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Microchip FAQ: Everything you need to know about microchipping your pet

For more than 30 years veterinarians have been suggesting putting a microchip in your pet. But what actually are these microchips? Are they safe? And what is the purpose of doing something that sounds more like a sci-fi movie procedure than a health suggestion for your furry friend? Keep reading to find out!

This article was written by a FirstVet vet

Did you know that FirstVet offers video calls with experienced vets? You can get a consultation within 30 minutes by downloading the FirstVet app for free from the Apple App Store or Google Play.

What are microchips?

A microchip is a marker that is about the size of a grain of rice with a unique identification number. It can be scanned using a specialized reader, which transmits only the identification number on the chip. There is no personal information attached to the microchip itself.

This identification number, similar to the VIN number of a car, is registered to one of several companies that has your personal information on file. This personal information usually includes your name, address, phone number, a secondary contact if you can’t be reached, and a description of your pet. Either you or the veterinary clinic that inserts the microchip must provide these details to the registration company, and every time you move or change your phone number you will need to update this information.

A microchip is an identification device, not a GPS tracker, and unfortunately cannot be used to locate a lost pet.

Are microchips safe?

The microchip is small enough to pass through the bore of a large needle made specifically for this purpose. If you’re familiar with needle sizes, this translates to a 12-gauge needle, or a needle with a 2.7mm opening.

Microchip implantation is basically a shot, and can be done on awake animals, sometimes even in the exam room while you watch. Because the needle is larger, your pet may react more than they do with a regular vaccination, but generally the reaction is very minimal.

Your vet may recommend waiting until spay or neuter surgery for microchip implantation while your pet is under general anesthesia because this will mean your pet is perfectly still and the microchip is inserted in exactly the right place. If you’re concerned with your pet escaping, you should always microchip sooner rather than later.

The microchip is inserted in the “scruff,” or area of extra skin, on the back of the neck. The area doesn’t need to be closed with a stitch or treated in any way after microchip insertion.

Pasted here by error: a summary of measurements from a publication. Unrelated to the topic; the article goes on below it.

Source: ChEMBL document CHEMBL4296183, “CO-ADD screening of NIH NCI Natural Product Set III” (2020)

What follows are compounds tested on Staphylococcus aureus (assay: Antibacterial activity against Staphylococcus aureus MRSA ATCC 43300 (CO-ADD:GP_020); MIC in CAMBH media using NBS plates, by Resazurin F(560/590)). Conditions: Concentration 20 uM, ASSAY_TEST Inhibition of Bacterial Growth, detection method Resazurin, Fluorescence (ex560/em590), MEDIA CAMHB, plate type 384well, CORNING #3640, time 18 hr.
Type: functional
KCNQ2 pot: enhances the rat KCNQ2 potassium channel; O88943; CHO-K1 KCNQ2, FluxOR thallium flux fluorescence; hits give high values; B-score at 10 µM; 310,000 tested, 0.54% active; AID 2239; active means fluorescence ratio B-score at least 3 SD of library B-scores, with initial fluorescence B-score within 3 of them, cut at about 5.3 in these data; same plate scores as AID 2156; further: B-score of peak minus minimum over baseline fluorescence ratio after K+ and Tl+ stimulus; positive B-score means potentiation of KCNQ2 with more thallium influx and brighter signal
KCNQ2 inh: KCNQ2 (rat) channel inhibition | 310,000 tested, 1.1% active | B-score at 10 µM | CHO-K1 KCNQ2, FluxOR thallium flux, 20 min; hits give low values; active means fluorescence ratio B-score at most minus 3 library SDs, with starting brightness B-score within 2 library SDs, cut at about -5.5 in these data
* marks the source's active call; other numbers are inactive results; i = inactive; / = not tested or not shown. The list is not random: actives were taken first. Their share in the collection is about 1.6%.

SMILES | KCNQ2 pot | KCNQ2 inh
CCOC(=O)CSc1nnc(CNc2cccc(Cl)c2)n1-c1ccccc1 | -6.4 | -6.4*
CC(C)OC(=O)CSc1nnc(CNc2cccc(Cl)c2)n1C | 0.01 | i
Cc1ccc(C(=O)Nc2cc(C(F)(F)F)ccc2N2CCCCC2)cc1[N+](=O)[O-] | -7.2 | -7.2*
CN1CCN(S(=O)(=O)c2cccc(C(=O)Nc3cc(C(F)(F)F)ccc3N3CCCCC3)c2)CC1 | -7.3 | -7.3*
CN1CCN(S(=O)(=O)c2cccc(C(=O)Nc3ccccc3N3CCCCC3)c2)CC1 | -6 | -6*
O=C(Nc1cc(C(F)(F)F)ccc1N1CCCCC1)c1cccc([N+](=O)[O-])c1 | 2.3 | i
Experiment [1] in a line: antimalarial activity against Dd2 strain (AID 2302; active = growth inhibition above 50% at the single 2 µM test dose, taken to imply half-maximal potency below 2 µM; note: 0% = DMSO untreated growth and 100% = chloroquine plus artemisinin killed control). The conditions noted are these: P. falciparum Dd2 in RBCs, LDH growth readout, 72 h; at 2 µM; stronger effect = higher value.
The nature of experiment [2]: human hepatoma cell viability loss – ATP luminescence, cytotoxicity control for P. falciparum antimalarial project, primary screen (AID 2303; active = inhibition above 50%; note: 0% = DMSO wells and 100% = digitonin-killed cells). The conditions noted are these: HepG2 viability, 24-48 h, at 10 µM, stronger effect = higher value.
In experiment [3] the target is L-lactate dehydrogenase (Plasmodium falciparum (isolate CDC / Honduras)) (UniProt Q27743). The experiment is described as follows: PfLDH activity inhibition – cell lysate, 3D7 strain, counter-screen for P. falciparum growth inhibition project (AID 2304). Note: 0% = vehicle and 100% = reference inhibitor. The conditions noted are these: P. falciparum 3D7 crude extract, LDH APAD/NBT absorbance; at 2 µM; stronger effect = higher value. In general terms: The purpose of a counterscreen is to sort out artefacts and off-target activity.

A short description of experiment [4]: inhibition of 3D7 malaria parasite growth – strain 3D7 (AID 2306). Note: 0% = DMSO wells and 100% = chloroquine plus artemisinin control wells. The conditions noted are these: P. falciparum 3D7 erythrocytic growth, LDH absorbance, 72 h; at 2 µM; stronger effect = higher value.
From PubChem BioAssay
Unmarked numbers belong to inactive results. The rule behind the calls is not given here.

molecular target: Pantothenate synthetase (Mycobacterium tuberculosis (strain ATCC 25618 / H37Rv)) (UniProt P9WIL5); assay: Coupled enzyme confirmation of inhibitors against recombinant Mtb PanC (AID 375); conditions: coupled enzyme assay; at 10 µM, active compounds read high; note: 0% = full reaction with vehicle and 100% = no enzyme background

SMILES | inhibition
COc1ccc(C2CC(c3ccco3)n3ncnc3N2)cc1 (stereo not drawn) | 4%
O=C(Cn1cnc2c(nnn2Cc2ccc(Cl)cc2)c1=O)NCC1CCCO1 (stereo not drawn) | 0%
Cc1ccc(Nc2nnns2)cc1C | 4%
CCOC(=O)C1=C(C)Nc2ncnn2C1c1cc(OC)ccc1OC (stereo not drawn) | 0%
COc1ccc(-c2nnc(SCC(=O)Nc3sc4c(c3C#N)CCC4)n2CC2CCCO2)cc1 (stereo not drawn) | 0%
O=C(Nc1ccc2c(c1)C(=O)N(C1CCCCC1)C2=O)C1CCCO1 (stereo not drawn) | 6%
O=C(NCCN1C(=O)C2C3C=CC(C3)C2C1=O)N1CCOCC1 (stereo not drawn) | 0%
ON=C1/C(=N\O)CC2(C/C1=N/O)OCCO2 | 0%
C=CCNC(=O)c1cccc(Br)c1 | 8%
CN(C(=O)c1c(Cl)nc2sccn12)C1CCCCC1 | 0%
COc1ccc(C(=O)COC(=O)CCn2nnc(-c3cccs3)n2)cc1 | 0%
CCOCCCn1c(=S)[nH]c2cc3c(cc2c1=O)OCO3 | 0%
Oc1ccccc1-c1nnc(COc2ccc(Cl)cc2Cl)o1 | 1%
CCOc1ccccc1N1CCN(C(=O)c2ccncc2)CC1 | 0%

Less than 0.01% of animals experience any side effects from microchipping. Of these reactions, migration of the microchip from its original implantation site is the most common problem reported. Other problems such as failure of the microchip, hair loss, mild infections, and swelling were reported in much lower numbers.

Why should I microchip my pet?

Microchips help to locate lost pets. Anyone who finds a lost animal can scan for the microchip, contact the registry, and get your pet safely home to you. And there are protections in place so that a random person can’t look up an owner’s information, so you don’t need to be concerned about the security of your personal details.

All veterinary clinics, animal shelters, and many police jurisdictions have microchip scanners, so members of the general public who find lost pets should have ready access to get a found pet scanned. And a lost pet doesn’t always just mean one who escapes your backyard or runs out the door. Pets can get lost during travel, burglaries, natural disasters, or car accidents. They can even break their leash or slip out of their collar on a walk with you.

Microchipping can literally mean life or death for your pet. A study of more than 7,700 stray animals at animal shelters showed that dogs with microchips are more than twice as likely to be reunited with their owners. Cats without microchips were reunited with their owners only 1.8% of the time, whereas microchipped cats went back home 38.5% of the time!

Side note: For microchipped animals that weren’t returned to their owners, most of the time it was due to incorrect or missing owner information in the registry database - so don’t forget to register and keep your information updated. Additionally, a microchip is a way to permanently identify ownership of your pet for legal purposes or international travel. In fact, many countries require a pet to be microchipped for entry.

With all these benefits, it’s difficult to deny that microchipping is an important health decision for all of your furry friends. If you have additional questions or concerns about whether microchipping is right for your pet, please schedule a consultation with one of our FirstVet veterinary team.

To read the article about microchipped animals entering shelters use the following link:

https://avmajournals.avma.org/doi/abs/10.2460/javma.235.2.160

Read more:

What You Need to Know About Spaying or Neutering your Cat

What You Need to Know About Spaying Your Female Dog

What You Need to Know About Neutering Your Male Dog

Have more questions about microchips and other forms of pet ID?

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This article was written by a FirstVet vet

Did you know that FirstVet offers video calls with experienced vets? You can get a consultation within 30 minutes by downloading the FirstVet app for free from the Apple App Store or Google Play.

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